Monday, July 3, 2006
Ninth Circuit Says Congress Can Ban Homemade Machineguns
By a MetNews Staff Writer
Congress can outlaw the possession of homemade machine guns under its power to regulate interstate commerce, the Ninth U.S. Circuit Court of Appeals held Friday.
The court affirmed Robert Stewart’s conviction on one count of felony possession of firearms and five counts of unlawful possession of a machinegun, which was based on evidence that Stewart sold kits which could be assembled into .50-caliber machine guns.
In addition to assembling the parts, one of the parts had to be “machined” in order to produce a working firearm, according to testimony.
Stewart advertised the kits on the Internet and in the national magazine “Shotgun News.”
A Bureau of Alcohol, Tobacco, Firearms and Explosives agent purchased one of Stewart’s kits and found that it could be readily converted into an illegal firearm. Agents searched Stewart’s home, where they found numerous rifle kits and 31 firearms, including five machineguns which Stewart had machined and assembled.
He was not charged with respect to his advertising or selling the kits.
Stewart appealed his conviction on the grounds that the law making it illegal to “transfer or possess a machinegun” was not a valid exercise of Congress’s power to regulate commerce, and violated his Second Amendment rights to keep and bear arms.
In a previous opinion in the same case, the Ninth Circuit panel agreed with Stewart, holding that possession of a homemade machinegun was not inherently commercial in nature, and that the effect of Stewart’s possessing such guns on interstate commerce was attenuated.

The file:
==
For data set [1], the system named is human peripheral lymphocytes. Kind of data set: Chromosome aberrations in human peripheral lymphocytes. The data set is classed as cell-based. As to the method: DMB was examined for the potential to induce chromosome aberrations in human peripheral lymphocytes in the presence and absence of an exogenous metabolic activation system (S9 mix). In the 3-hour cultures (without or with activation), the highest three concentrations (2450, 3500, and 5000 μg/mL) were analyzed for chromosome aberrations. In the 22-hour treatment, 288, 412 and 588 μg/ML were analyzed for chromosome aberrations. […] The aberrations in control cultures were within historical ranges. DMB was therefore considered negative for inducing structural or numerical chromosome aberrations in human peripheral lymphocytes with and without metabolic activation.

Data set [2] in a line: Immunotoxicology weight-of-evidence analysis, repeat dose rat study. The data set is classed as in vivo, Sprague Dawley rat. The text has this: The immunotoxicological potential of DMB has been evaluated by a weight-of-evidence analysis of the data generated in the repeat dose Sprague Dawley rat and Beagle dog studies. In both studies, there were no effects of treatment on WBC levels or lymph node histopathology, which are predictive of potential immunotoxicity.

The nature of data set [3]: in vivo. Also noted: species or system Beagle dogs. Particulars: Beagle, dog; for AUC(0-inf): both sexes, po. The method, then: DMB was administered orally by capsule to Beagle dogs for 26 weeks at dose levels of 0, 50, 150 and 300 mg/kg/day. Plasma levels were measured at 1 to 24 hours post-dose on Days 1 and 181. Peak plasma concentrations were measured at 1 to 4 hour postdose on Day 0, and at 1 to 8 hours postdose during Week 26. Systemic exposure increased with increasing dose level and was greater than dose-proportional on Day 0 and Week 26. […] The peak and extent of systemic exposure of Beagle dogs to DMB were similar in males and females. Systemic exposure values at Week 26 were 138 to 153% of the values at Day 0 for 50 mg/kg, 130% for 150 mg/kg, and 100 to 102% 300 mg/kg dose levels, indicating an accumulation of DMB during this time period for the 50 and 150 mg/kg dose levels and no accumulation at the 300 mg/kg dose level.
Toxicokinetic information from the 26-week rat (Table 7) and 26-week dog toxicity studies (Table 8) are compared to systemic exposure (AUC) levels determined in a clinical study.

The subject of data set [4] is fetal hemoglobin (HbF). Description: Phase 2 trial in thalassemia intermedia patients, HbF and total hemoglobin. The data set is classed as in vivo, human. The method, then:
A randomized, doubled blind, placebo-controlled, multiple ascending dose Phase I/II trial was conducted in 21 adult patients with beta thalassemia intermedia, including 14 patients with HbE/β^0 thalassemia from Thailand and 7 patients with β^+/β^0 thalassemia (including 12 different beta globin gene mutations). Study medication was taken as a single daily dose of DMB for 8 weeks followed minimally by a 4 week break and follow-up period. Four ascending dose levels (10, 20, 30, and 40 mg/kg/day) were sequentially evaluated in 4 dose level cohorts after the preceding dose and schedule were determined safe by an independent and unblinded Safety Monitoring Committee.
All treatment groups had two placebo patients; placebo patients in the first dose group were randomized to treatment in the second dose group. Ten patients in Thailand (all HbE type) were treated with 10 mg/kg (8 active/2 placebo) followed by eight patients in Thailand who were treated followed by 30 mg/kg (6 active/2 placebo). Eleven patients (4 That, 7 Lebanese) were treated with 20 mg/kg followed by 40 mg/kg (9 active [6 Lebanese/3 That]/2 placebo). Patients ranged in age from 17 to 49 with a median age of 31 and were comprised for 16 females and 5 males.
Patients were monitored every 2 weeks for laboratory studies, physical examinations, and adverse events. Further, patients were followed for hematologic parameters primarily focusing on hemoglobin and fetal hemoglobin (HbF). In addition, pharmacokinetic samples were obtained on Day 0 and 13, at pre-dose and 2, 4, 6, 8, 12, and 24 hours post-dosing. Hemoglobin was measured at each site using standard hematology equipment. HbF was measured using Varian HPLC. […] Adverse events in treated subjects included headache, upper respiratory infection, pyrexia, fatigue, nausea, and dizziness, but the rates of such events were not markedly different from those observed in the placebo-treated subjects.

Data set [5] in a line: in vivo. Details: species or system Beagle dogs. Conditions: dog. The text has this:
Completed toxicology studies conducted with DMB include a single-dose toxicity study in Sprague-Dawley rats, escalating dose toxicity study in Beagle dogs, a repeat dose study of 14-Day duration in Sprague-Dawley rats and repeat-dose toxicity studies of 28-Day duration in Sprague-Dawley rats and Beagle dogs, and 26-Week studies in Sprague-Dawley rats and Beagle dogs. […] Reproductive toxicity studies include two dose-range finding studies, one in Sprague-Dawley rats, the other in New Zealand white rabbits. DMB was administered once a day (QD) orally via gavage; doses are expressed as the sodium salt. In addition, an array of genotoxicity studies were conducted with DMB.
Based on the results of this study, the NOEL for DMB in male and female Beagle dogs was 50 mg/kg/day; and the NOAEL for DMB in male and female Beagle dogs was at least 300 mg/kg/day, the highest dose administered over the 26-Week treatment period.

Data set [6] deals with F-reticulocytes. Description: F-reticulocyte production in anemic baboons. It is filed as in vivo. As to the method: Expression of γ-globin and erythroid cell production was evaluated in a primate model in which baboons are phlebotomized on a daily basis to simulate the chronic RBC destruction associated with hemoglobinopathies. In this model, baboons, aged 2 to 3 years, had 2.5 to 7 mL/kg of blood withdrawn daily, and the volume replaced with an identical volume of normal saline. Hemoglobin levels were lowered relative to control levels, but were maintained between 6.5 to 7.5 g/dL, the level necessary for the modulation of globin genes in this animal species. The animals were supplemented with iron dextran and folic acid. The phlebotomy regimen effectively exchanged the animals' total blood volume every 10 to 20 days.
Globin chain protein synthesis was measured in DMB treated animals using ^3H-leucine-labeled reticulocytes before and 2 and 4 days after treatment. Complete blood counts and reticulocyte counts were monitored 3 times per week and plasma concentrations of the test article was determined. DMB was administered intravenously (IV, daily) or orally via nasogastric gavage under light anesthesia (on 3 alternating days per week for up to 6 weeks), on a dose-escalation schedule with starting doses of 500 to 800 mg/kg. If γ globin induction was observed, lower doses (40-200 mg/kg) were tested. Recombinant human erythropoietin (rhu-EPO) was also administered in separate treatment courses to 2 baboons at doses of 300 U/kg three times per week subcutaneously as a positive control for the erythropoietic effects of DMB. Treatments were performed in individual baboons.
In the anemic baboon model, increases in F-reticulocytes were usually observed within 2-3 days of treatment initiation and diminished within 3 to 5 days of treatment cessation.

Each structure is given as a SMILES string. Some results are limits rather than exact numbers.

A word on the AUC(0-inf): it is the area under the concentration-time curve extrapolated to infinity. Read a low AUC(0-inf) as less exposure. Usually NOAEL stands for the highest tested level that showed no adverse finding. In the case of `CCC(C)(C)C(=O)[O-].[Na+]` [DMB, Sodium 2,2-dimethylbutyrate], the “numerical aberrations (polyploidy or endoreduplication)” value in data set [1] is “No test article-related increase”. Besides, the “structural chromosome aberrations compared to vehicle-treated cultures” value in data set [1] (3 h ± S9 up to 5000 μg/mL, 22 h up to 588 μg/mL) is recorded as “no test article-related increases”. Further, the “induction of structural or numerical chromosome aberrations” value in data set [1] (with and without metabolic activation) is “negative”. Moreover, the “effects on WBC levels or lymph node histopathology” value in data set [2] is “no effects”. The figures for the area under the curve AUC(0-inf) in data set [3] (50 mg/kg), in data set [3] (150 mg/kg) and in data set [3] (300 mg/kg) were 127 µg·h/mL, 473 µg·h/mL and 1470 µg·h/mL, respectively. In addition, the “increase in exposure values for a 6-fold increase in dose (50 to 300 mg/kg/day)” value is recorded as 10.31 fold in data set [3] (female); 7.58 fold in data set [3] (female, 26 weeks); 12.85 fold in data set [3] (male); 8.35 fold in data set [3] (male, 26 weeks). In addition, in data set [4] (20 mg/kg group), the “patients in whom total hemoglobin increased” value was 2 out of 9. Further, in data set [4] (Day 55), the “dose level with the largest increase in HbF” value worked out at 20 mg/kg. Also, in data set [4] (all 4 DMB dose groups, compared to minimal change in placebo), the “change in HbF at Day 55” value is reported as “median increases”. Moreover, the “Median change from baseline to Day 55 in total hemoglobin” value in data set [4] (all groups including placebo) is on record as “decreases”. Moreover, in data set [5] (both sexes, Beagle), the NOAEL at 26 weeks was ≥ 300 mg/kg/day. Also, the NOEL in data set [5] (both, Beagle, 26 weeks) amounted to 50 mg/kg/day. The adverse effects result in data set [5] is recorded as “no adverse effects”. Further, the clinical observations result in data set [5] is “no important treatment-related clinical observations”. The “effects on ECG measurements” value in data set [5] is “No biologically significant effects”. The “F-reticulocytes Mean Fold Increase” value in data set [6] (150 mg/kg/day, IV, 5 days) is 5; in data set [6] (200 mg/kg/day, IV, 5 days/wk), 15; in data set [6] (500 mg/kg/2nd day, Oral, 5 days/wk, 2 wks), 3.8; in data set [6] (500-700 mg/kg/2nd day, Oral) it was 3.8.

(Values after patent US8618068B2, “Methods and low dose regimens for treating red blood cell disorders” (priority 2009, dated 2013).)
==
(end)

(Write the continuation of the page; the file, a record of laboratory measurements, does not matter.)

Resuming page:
The U.S. Supreme Court then decided the case of Gonzales v. Raich, 125 S. Ct. 2195 (2005) in which it held that Congress’ commerce power extended far enough to allow it to prohibit California residents from growing and using their own marijuana for medicinal purposes pursuant to doctor’s recommendation in compliance with California law.
The Supreme Court then granted certiorari in Stewart, vacated the Ninth Circuit’s original decision, and remanded the case back for reconsideration in light of Raich.
Judge Alex Kozinski, writing for the Ninth Circuit on remand, said, “Raich stands for the proposition that Congress can ban possession of an object where it has a rational basis for concluding that object might bleed into the interstate market and affect supply and demand, especially in an area where Congress regulates comprehensively.”
On remand, the defense argued that Raich did not apply because the guns were unique and only parts of them entered into interstate commerce.
“After Raich, the proper focus . . . is not Stewart and his unique homemade machineguns, but all homemade machineguns manufactured intrastate. Moreover, we do not require the government to prove that those activities actually affected interstate commerce; we merely inquire whether Congress had a rational basis for so concluding.
“Homemade guns, even those with a unique design, can enter the interstate market and affect supply and demand. We therefore hold that Congress had a rational basis for concluding that in the aggregate, possession of homemade machineguns could substantially affect interstate commerce in machineguns.”
The court held that Raich did not affect its previous opinion that precedent clearly showed that Stewart’s Second Amendment rights had not been violated.
Senor Judge Thomas G. Nelson and Chief Judge Jane A. Restani of the Court of International Trade, sitting by designation, joined in the opinion.
The case is United States v. Stewart, 02-10318.
Copyright 2006, Metropolitan News Company